Magisterium Exercises Authority in Christ's Name*
by Pope John Paul II
The following is an abridged translation of the Holy Father's address to the members and staff of the
Congregation for the Doctrine of the Faith, in an audience last 24 November 1996. In it, the Pope discussed the role of the Magisterium and the proper response owed to it, particularly on the part of
The continual dialogue with Pastors and theologians throughout the world enables you to be attentive to the demands of understanding and reflecting more deeply on the doctrine of the
faith, which theology interprets, and at the same time, it informs you of the useful efforts being made to foster and strengthen the unity of the faith and the Magisterium's guiding role in understanding the
truth and in building up ecclesial communion in charity.
Magisterium Is a Service to the Truth
The unity of the faith, for the sake of which the Magisterium has authority and ultimate deliberative power in interpreting the Word of God written and handed down,
is a primary value, which, if respected, does not involve the stifling of theological research, but provides it with a stable foundation. Theology, in its task of making explicit the intelligible content of
the faith, expresses the intrinsic orientation of human intelligence to the truth and the believer's irrepressible need rationally to explore the revealed mystery.
To achieve this end, theology can never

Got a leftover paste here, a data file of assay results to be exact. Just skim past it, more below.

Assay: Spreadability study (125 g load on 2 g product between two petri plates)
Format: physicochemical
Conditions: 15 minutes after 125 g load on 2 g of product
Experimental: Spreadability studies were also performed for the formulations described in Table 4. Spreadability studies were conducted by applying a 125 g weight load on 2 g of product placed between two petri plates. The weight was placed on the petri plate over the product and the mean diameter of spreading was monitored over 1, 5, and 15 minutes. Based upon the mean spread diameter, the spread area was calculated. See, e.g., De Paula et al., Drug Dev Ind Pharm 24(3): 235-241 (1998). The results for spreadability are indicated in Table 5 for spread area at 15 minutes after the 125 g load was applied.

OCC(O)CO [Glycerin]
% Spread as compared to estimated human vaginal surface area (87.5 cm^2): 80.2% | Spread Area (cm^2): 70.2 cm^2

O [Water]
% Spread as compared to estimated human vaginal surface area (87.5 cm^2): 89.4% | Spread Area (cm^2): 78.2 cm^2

be reduced to the "private" reflection of a theologian or group of theologians. The Church is the theologian's vital environment,
and in order to remain faithful to its identity, theology cannot fail to participate deeply in the fabric of the Church's life, doctrine, holiness and prayer.
This is the context in which the conviction that theology needs the living and clarifying word of the Magisterium
becomes fully understandable and perfectly consistent with the logic of the Christian faith. The meaning of the Church's Magisterium must be considered in relation to the truth
of Christian doctrine. This is what your Congregation has carefully explained and spelled out in the Instruction Donum veritatis on the ecclesial vocation of the theologian.
The fact that the
dogmatic development which culminated in the solemn definition of the First Vatican Council has stressed the Magisterium's charism of infallibility and clarified the conditions of its exercise must not lead
to the Magisterium's being considered only from this standpoint. Its power and its authority are actually the power and authority of Christian truth, to which it bears witness. The Magisterium, whose
authority is exercised in the name of Jesus Christ (cf. Dei Verbum, n. 10), is an organ of service to the truth and is responsible for seeing that the truth does not cease to be faithfully handed on
throughout human history.
Today we must note a widespread misunderstanding of the meaning and role of the Church's Magisterium. This is at the root of the criticisms and protests regarding its
pronouncements, as you have particularly pointed out with respect to the reactions in not a few theological and ecclesiastical circles to the most recent documents of the papal Magisterium: the Encyclicals
Veritatis splendor, on the principles of moral doctrine and life, and Evangelium vitae, on the value and inviolability of human life; the Apostolic Letter Ordinatio sacerdotalis, on the
impossibility of conferring priestly ordination on women; and the Letter of the Congregation for the Doctrine of the Faith on the reception of Eucharistic Communion by divorced and remarried faithful.
Difference between theological discussion and dissent